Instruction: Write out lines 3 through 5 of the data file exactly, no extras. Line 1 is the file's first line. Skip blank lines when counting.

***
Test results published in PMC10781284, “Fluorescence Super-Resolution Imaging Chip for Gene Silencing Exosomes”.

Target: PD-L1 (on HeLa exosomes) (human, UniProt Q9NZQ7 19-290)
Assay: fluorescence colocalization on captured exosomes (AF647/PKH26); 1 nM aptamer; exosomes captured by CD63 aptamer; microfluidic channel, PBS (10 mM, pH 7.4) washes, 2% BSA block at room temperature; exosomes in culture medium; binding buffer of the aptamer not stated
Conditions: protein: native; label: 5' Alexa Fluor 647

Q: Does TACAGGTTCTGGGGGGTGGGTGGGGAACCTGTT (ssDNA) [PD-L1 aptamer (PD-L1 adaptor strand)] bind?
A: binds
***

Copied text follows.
Assay: fluorescence colocalization on captured exosomes (AF647/PKH26); 1 nM aptamer; exosomes captured by CD63 aptamer; microfluidic channel, PBS (10 mM, pH 7.4) washes, 2% BSA block at room temperature; exosomes in culture medium; binding buffer of the aptamer not stated
Conditions: protein: native; label: 5' Alexa Fluor 647

Q: Does TACAGGTTCTGGGGGGTGGGTGGGGAACCTGTT (ssDNA) [PD-L1 aptamer (PD-L1 adaptor strand)] bind?